PPLE VALLEY — Apple Valley filmmaker Curtis Fisher’s horror short, Dry Run, is his second film about High Desert rural life – but with a creepy twist.
Fisher says the rural desert gave him the idea for Dry Run.
“The idea was thought up from living out in the desert where it is quiet and dark at night with lonely roads,” said Fisher. “I thought how it would be creepy to start to have strange things happen with no explanation.”
Dry Run is about reporter Jim (Rufino Romero) who arrives at a remote location to report on a story. Soon after arriving, he finds no one home. Mysterious noises are just the beginning of a more sinister danger he has to escape. Mario Medina also stars as the villain.
Fisher says another determining factor was the budget for the film.
“Anyone who enjoys horror and suspense can appreciate a short film that creates this atmosphere in just under 8 minutes,” said Fisher. “Being that the movie is silent most of the time, helps to create the anxiety and anticipation for what’s next.”
There was no crew so I had to formulate a game plan to complete the film in less than half a day.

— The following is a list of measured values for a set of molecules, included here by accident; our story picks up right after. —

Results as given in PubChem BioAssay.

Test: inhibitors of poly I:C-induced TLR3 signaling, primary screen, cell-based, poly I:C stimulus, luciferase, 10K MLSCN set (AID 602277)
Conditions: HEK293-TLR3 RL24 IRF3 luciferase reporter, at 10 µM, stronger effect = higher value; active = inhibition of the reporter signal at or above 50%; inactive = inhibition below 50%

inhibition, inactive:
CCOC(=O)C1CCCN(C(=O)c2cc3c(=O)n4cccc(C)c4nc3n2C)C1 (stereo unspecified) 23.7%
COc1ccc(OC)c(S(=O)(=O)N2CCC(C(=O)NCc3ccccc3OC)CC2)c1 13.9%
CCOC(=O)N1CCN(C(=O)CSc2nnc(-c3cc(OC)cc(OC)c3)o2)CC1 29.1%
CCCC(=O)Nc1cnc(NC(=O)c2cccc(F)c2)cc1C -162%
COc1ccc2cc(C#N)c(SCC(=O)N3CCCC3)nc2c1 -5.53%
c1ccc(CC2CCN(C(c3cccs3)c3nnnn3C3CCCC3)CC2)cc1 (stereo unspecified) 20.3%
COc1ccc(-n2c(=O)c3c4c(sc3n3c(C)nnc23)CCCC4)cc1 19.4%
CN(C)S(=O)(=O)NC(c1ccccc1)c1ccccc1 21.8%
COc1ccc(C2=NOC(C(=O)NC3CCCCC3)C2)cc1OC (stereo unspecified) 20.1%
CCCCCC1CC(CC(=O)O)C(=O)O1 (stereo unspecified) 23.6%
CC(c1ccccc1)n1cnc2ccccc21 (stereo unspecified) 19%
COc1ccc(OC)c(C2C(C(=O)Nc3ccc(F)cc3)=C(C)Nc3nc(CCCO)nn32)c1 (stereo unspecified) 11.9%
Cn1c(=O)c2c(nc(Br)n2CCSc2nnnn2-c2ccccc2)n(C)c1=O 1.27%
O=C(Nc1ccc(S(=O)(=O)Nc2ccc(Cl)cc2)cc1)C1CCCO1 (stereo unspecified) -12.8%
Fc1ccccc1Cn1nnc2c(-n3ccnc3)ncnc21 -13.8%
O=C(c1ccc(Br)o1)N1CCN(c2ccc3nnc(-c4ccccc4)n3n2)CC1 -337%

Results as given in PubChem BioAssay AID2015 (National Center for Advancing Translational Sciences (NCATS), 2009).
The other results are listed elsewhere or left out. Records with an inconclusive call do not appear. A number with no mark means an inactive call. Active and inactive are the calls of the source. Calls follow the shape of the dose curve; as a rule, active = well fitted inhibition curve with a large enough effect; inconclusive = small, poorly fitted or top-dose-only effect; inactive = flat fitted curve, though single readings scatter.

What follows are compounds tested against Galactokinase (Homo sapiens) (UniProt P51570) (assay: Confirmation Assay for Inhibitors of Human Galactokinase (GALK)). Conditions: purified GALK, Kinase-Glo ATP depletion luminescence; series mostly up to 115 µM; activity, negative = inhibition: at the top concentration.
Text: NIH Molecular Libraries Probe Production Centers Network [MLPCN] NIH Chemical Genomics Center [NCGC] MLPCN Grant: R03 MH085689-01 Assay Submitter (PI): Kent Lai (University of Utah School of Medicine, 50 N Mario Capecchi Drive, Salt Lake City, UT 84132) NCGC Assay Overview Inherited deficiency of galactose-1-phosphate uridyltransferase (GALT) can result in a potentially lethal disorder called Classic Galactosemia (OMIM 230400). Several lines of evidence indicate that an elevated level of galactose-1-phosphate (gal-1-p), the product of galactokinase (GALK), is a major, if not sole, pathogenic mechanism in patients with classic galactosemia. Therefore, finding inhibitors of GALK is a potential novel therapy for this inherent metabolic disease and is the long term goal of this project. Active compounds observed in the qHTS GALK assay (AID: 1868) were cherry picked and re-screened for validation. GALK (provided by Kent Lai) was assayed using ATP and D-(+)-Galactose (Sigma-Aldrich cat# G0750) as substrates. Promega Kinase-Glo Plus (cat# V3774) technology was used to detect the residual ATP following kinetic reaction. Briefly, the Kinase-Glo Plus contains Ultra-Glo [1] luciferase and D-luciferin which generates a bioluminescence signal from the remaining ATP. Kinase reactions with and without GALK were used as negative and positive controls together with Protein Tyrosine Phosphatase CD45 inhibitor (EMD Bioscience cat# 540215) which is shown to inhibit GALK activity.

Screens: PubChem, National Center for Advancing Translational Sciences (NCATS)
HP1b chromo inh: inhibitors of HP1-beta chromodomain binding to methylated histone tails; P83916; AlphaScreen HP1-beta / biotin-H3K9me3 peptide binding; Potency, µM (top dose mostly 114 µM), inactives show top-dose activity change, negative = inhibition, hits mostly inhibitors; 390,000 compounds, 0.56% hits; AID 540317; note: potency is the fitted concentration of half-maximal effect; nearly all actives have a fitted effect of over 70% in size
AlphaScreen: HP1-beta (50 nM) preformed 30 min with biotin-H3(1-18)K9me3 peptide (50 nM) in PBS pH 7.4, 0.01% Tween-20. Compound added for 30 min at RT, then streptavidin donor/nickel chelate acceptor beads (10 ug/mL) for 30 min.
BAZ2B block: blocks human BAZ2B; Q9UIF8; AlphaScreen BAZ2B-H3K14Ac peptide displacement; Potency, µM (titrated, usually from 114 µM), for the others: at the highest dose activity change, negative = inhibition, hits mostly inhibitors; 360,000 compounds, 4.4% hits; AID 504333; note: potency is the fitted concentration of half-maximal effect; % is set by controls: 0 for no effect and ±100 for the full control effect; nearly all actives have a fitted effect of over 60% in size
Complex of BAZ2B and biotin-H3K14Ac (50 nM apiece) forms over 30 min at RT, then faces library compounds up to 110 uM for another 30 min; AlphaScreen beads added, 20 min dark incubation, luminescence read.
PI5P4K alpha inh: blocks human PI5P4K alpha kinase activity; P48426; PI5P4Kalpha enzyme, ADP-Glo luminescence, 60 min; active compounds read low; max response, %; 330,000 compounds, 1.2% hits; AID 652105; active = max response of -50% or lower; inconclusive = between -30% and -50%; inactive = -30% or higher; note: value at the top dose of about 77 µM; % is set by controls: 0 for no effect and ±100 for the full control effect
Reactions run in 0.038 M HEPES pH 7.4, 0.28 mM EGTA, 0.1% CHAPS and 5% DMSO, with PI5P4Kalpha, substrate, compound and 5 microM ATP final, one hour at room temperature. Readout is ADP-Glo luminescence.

Fisher has made over 20 short films and one feature length film. He says he was always a movie buff growing up as a kid, and used to draw and make flipbooks in class.
“I used to create stories at home with tape recorders using homemade sound effects like the shower for rain and any other thing I needed,” said Fisher. “Universal Studios was one of my favorite theme parks. That’s where I learned the art of foleying which is making sound effects with practical things around you.”
The self-taught filmmaker says he specializes in horror because the genre is a lot cheaper to make and he’s a big fan of scary movies.
Fisher’s first High Desert based short Kildren is about a woman who discovers unexpected visitors on her ranch.
For more information about Curtis Fisher’s upcoming films visit https://creepyfilmz.com/